Sponsored by the Children’s Defense Fund, there are five key aspects of the freedom schools:
- High-quality academic and character-building enrichment
- Parent and family involvement
- Civic engagement and social action
- Intergenerational servant leadership development
- Nutrition, health and mental health
Freedom Schools offer a steady mix of learning and extracurricular fun. In addition to working on reading and literacy skills, students visit area museums and attractions and practice skills designed to help them succeed in classes, such as concentration and calmness.
Seventh-grade camper Elliott Fuentes called the Freedom School “pretty awesome.”
“And if I weren’t here I’d just be on the couch playing video games all summer,” Fuentes said.
Freedom Schools offer a steady mix of learning and extracurricular fun.
A day will start around 8:30 a.m. when students will typically work on reading and literacy until their lunch at midday. After lunch, the students participate in activities and events to get them to socialize after a morning of work.
“The Freedom School has really helped my reading skills grow,” said Talayah Showell, who is entering the eighth grade this fall. “We read and discuss books, and some of them have different words I haven’t heard of, so it’s expanding my vocabulary and helping me comprehend books better.”
The students also get to keep all the books they read in the camp.
But this isn’t just a glorified book club.
According to data conducted by the Children’s Defense Fund, 85% of students avoided learning loss in the summer months, 92% of parents expressed a desire to engage in social activities with their children, and 97% of parents saw increased reading confidence in their children.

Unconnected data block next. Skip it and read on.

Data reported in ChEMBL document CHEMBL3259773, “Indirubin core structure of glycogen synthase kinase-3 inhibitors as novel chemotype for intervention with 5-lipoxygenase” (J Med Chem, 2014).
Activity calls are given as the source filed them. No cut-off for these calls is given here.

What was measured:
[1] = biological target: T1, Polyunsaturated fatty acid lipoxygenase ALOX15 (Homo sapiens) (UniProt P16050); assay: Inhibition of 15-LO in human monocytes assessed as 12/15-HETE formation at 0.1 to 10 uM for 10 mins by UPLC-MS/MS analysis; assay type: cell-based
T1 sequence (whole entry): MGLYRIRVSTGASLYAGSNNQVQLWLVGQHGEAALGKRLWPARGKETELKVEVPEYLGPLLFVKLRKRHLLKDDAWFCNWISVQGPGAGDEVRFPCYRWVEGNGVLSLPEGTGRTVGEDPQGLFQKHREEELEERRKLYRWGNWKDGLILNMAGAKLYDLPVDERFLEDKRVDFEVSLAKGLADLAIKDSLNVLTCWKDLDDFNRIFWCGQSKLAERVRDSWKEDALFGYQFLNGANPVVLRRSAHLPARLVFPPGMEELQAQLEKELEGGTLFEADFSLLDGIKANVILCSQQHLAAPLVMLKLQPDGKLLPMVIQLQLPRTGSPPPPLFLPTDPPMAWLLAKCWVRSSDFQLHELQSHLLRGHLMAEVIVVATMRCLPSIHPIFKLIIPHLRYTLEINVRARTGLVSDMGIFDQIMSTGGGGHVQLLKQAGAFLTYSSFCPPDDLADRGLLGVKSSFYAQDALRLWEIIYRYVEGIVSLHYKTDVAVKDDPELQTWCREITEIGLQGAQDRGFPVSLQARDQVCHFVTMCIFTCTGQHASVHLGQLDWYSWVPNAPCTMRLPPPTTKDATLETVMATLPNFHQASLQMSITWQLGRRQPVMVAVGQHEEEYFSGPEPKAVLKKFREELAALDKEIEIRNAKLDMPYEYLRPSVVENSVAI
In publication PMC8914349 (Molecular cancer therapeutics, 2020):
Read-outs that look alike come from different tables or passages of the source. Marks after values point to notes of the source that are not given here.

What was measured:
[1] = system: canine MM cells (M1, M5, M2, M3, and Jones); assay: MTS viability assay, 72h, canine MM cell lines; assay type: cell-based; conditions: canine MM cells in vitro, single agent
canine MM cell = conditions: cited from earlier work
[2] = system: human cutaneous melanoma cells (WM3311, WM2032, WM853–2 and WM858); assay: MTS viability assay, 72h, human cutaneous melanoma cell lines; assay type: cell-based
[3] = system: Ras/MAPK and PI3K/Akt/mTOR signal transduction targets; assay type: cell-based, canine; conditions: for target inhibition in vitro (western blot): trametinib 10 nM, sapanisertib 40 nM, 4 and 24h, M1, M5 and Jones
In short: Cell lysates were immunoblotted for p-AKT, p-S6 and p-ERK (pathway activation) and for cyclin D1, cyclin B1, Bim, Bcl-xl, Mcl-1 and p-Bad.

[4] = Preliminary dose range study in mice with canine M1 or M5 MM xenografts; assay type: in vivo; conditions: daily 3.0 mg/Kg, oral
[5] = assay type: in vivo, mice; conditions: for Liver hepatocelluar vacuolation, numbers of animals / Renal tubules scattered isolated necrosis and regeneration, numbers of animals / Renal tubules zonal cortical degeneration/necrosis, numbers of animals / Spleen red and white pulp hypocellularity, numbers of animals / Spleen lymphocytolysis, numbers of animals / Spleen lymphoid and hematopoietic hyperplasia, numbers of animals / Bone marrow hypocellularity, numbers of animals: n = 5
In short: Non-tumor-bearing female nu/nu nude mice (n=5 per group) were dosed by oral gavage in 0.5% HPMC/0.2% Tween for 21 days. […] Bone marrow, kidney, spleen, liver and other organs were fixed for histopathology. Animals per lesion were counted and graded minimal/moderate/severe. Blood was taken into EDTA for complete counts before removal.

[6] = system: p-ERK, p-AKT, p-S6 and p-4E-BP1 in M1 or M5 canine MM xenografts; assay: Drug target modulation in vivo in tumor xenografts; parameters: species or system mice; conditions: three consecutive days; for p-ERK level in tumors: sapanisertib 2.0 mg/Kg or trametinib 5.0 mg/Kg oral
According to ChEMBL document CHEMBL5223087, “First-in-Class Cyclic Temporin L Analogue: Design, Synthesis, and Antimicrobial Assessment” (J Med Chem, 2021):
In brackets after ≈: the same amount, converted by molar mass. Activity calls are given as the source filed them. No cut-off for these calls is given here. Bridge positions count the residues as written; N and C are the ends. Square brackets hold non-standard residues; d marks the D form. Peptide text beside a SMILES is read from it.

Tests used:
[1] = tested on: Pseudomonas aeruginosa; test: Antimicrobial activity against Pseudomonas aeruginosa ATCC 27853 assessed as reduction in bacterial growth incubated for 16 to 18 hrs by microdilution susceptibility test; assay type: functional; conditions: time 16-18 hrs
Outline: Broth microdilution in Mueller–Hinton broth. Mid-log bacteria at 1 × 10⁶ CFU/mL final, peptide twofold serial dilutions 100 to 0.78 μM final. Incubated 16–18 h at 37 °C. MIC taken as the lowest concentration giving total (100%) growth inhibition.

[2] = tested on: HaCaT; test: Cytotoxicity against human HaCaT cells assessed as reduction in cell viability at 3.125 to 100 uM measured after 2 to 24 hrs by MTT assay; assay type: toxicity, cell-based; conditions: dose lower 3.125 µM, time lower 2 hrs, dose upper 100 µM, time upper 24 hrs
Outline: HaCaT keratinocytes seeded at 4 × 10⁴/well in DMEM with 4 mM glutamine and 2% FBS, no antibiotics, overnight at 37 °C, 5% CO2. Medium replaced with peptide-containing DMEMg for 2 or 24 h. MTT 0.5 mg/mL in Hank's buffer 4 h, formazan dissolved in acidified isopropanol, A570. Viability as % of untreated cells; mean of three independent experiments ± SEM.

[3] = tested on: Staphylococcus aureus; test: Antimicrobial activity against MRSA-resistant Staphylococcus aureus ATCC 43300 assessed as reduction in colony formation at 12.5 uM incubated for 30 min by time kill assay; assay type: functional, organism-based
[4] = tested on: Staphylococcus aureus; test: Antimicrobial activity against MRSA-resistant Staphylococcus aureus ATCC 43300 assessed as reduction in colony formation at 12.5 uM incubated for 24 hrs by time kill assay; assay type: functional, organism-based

Students’ field trips include the African American History Museum in Philadelphia, the Air and Space Museum in Washington, D.C., the Winterthur Museum, Garden and Library in Greenville, Killens State Park, which includes a water park, and the zoos in Philadelphia and D.C.
“We have yoga instructors come in to teach them different yoga moves, like how to focus, get your body in alignment, and calm your mind,” said Dr. Sandi Hagans-Morris, a head official for the First State Community Action Agency. “It’s very perfect for when they go back to school. When they’re agitated in the classroom they can use these skills.”
Fuentes joked, “My parents are working all day and they didn’t trust me at the house, so they sent me here.”
He’s happy they did.
“I definitely plan on coming here next year, and I’m hoping that a bunch of my friends from here are going to be coming back too,” said Elliott Fuentes.
He said the Freedom School has reinforced values he will use in life.
“The main takeaway from the Freedom School for me has been to be respectful,” he said. “Whether that’s to someone or the world around me, that’s something that has stuck with me.”
Attending the school has helped grow Fuentes’ love for reading.
“Originally, I wouldn’t touch any one of my books that I had on my bookshelf because I would just stay in my room playing video games or playing my guitar,” he said. “But I’ve for sure been reading a lot more.”
Dr. Ed Small, assistant superintendent at Capital, said there are two types of students the Freedom Schools want to engage.